Judith Remington, Remington Law Offices LLC
Law degree received from: University of Minnesota Law School, 1975
Among the first wider wave of female law students and attorneys in the 1960s and ’70s, Judith Remington “found herself” in a community practice of estate planning, elder law, probate and real estate. Along the way, she also found her family.
Remington met and married her husband, James, “under the watchful eye” of their law school class at the University of Minnesota, and she joked that even with the “old boy’s club” mentality at firms, she was at least “married to one of the members.”
“There was concern that a man would not want to go to a female attorney, and they worried that women wouldn’t be tough enough to practice law,” said Remington, a Minneapolis native.
After the couple worked eight years at a larger New Richmond firm, Judith and James agreed there would be more opportunities to define their careers in their own practice, particularly for her. It was daunting, but has afforded them a closer relationship with clients, she said, and the “unusual” joy of a husband and wife law team in offices that share a wall.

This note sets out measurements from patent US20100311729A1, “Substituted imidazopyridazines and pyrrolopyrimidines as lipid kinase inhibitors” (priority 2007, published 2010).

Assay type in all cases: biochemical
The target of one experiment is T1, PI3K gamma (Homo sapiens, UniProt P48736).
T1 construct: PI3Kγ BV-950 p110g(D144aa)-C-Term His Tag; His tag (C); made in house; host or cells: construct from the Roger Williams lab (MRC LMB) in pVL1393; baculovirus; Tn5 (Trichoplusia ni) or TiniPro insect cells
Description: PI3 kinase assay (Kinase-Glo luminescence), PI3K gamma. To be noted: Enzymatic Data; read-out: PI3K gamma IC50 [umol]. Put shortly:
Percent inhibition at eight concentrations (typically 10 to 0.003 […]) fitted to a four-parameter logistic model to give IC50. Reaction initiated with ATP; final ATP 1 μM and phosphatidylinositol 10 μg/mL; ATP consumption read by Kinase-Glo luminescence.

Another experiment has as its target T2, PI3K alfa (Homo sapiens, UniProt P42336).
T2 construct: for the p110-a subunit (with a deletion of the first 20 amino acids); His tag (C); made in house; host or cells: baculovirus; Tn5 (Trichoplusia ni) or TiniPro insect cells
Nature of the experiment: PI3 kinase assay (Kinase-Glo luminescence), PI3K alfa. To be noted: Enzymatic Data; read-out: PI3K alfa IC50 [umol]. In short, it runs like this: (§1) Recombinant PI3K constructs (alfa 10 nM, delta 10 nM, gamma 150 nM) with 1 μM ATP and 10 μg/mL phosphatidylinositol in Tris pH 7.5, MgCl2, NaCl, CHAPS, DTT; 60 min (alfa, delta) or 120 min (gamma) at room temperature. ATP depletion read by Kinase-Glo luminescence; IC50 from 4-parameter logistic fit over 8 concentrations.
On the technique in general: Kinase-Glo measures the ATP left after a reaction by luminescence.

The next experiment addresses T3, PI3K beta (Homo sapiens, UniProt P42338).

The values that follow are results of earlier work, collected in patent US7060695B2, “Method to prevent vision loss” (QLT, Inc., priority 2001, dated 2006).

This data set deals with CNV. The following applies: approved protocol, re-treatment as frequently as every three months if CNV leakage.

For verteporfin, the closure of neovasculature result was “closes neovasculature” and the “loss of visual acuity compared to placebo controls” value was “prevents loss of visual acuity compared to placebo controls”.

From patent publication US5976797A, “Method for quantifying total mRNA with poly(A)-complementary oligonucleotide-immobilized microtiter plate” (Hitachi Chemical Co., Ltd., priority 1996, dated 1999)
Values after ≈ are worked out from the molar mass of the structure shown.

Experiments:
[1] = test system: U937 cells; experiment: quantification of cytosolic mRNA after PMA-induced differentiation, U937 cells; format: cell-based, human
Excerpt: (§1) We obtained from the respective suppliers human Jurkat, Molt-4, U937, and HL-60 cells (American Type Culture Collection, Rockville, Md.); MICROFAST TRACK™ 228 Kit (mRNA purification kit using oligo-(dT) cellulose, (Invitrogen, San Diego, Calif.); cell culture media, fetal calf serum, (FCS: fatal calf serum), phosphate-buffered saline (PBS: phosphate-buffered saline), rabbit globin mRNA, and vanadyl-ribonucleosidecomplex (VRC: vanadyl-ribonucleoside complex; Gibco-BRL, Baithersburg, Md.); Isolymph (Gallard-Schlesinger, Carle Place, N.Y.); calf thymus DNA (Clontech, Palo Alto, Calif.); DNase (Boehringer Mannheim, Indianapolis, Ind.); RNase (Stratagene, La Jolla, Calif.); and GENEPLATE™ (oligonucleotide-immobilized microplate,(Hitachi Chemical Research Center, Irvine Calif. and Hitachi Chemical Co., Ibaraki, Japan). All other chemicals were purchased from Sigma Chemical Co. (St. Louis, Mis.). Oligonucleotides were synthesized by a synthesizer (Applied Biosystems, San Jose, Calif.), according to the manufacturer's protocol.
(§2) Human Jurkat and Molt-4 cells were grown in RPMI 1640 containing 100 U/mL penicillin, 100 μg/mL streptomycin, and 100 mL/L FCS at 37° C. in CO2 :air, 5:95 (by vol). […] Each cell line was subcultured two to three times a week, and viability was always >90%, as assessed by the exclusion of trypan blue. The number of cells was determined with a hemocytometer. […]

“There is great satisfaction to making your own decisions from top to bottom,” Remington said, “and creating something in the image you want.”
That push toward personally satisfying achievements has been central to advice and pointers she offers to her children – Assistant Attorney General Christine, Quarles and Brady attorney John, DePaul University College of Law student Brian, and Colorado business school student Tom.
And as Judy’s career winds down, she also has extended the “family” at the firm.
Leah Boeve began her law career at the Remington firm out of law school more than two years ago, the only nonfamily member of the three-person firm. Shadowing Judy on probate and estate matters, Boeve said she was adept at mixing decades of experience with a genuine interest in the clients from her community.
“Her interaction with clients, sympathizing and empathizing with them, is part of getting to know them and creating long lasting relationships,” Boeve said. “Judy’s built a great practice based on respect here and I hope to continue that.”